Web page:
China Increases Focus on Conflict Minerals

China Increases Focus on Conflict Minerals

The Dodd-Frank Act tends to be front and center in discussions surrounding conflict mineral compliance. However, companies need to be aware of a range of other laws creating mandatory due diligence obligations, such as the European Union (EU) conflict mineral regulation, the EU Non-Financial Reporting Directive and, in particular, China’s conflict mineral standard.

China’s standard on conflict minerals has recently attracted increased attention due to efforts to align it with the Organisation for Economic Co-Operation and Development’s (OECD) Due Diligence Guidance for Responsible Supply Chains of Minerals from Conflict-Affected and High-Risk Areas.


Is your company in scope of a conflict mineral regulation? Learn compliance best practices in the eBook, ‘The Conflict Mineral Handbook: Your Guide to Compliance in 2017’.


The Changing Chinese Regulatory Landscape

After attending the OECD’s 2017 Responsible Mineral Supply Chains Forum, CCaSS manager Mulan Mu, who specializes in conflict minerals and sustainable supply chains in Japan, shared some of her insights into Chinese conflict mineral programming from the event. Speaking to EY*, Mu noted: “China is advancing its efforts to address conflict minerals issues by incorporating responsible minerals guidance into a national standard (called, the “Standard”), as well as creating legally binding oversight and a supervision rule (called, the “Rule”). The Rule is meant to enforce the Standard of due diligence guidance for responsible supply chains of minerals from conflict-affected and high-risk areas.” Both the Rule and the Standard are expected to be published by the General Administration of Quality, Supervision, Inspection and Quarantine (AQSIQ) of the People’s Republic of China by the end of 2017.

The rule is expected to apply to ores and concentrates containing the ‘three T’s’: tin, tungsten and tantalum from the Democratic Republic of Congo (DRC) and neighboring countries. The companies directly affected by the rule will be those importing, exporting, smelting and refining these three substances in China.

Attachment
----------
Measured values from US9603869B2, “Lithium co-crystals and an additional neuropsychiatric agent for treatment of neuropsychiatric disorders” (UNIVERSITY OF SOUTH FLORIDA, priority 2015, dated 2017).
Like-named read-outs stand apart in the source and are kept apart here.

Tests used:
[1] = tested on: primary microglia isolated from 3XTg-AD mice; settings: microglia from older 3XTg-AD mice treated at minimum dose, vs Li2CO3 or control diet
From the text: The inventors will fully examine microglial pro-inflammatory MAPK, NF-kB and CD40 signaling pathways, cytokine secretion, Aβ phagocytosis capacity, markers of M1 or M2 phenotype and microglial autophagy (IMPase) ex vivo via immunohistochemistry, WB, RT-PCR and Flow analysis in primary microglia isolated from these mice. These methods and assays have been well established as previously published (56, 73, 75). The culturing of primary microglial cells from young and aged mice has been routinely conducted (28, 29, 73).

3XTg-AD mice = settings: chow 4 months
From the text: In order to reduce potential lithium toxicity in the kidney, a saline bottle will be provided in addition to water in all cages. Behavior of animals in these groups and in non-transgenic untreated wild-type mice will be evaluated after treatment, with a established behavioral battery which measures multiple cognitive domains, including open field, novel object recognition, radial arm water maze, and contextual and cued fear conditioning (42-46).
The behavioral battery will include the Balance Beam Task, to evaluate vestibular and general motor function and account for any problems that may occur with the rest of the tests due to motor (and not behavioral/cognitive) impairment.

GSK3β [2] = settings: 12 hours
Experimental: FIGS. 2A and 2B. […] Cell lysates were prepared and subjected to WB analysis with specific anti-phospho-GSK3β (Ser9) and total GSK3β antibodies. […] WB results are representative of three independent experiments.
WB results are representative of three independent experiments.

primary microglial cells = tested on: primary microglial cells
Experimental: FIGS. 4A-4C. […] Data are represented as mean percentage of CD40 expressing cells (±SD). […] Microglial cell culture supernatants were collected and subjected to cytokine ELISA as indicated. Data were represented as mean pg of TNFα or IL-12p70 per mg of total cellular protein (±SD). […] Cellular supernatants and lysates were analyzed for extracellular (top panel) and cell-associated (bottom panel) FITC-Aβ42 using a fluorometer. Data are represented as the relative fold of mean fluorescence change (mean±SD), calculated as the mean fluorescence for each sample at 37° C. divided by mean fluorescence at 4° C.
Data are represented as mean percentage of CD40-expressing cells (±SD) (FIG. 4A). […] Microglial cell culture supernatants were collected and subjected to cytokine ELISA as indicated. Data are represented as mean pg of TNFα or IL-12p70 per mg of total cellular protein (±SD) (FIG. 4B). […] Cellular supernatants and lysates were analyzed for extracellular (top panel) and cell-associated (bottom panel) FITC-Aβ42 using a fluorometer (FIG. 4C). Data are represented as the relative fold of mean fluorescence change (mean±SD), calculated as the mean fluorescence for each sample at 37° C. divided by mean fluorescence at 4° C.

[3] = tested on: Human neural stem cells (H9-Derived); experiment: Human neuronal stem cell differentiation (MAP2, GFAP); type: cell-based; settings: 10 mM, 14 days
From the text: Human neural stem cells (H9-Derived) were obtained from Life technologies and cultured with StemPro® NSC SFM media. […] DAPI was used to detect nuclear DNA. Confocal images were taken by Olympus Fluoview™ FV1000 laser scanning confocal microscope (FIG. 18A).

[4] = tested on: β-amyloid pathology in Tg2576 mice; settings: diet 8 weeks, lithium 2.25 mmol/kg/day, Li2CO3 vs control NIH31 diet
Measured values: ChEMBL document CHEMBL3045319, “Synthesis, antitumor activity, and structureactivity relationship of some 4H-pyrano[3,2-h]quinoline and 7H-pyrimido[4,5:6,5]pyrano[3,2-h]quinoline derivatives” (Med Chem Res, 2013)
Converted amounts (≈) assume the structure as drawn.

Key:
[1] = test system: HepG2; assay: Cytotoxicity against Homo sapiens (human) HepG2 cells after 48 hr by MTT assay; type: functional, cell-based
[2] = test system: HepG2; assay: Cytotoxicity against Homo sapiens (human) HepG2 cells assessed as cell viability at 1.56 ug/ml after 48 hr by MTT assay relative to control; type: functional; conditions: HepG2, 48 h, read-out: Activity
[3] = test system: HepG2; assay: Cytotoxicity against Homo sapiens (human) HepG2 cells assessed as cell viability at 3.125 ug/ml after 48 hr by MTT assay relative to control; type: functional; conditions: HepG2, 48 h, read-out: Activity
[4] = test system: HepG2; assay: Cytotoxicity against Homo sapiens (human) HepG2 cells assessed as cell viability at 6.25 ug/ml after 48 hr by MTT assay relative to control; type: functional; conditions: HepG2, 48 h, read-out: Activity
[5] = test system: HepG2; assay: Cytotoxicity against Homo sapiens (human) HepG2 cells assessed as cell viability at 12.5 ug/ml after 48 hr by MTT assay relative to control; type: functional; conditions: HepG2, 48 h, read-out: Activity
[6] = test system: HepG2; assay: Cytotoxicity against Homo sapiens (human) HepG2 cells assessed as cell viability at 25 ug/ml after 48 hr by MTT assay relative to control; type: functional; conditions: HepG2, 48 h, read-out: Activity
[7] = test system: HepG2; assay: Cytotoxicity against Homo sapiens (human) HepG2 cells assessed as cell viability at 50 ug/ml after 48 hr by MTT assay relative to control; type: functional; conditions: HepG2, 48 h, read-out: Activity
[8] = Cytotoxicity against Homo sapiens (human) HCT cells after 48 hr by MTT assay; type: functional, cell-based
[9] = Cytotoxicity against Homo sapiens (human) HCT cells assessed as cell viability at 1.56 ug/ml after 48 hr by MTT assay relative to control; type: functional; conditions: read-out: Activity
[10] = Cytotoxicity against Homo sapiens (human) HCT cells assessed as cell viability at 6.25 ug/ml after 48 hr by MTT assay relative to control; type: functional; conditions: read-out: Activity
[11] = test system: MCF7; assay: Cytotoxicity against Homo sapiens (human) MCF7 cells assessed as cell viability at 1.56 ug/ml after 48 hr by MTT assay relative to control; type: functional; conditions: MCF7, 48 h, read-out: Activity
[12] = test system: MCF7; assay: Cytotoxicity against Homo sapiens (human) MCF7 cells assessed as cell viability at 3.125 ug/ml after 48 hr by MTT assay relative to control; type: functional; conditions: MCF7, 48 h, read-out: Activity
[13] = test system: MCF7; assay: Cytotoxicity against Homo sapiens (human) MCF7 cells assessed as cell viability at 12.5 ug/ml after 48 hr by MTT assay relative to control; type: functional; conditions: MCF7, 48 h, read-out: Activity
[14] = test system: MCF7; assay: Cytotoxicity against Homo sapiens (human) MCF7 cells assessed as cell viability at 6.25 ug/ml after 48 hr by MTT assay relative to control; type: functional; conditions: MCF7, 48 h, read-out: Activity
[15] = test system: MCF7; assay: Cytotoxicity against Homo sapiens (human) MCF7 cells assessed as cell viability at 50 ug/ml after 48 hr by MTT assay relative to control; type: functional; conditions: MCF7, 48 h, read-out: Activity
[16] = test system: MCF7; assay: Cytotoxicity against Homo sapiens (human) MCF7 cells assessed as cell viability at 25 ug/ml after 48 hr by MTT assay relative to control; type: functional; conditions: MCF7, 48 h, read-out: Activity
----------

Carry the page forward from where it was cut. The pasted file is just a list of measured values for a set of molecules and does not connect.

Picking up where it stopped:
Chinese Rule Differs to U.S. and EU Conflict Mineral Regulations

While many have drawn similarities between the Chinese conflict mineral rule and Dodd-Frank in the United States (U.S.), Mu is quick to point out the key differences between the two. “The companies impacted by the U.S. regulation are companies that file reports with the [U.S. Securities and Exchange Commision] (SEC) under the Exchange Act, and are therefore under the mandate of the Dodd-Frank Conflict Mineral Regulation. This regulation applies to downstream companies, which are considered to be those that use minerals after the point of smelter and refiner–such as product assemblers, components manufacturers, and retailers.”

“Companies that will be impacted by the EU and China’s regulations,” she clarifies, “are more upstream companies. Upstream companies are those in the supply chain from mining site to smelter and refiner–such as minerals processors. The EU will focus on mineral importers only, while China will focus not just on mineral importers, but also exporters, smelters, and refiners.”


Learn more about the EU Conflict Mineral Rule in our new guide. Download it here.


Implications for Corporate Compliance Programming

For companies importing, exporting, smelting or refining conflict minerals for the Chinese marketplace, these developments highlight the need for thorough supply chain surveying, data collection and analysis to facilitate compliance with the rule. Industry experts conclude this is best achieved through the use of the Conflict Free Sourcing Initiative’s (CFSI) Conflict Minerals Reporting Template (CMRT), which is in wide use by companies around the world.

For guidance on how your company can prepare for compliance with conflict mineral regulations (whether in the U.S., EU or Chinese regulatory landscapes), download ‘The Conflict Mineral Handbook: Your Guide to Compliance in 2017’.

*All quotes first appeared on EY, and are reproduced here with the permission of Ms. Mulan Mu.

Newsletter